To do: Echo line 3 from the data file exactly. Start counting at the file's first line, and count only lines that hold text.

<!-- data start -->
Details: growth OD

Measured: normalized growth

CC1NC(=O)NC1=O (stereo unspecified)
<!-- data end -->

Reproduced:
CC1NC(=O)NC1=O (stereo unspecified)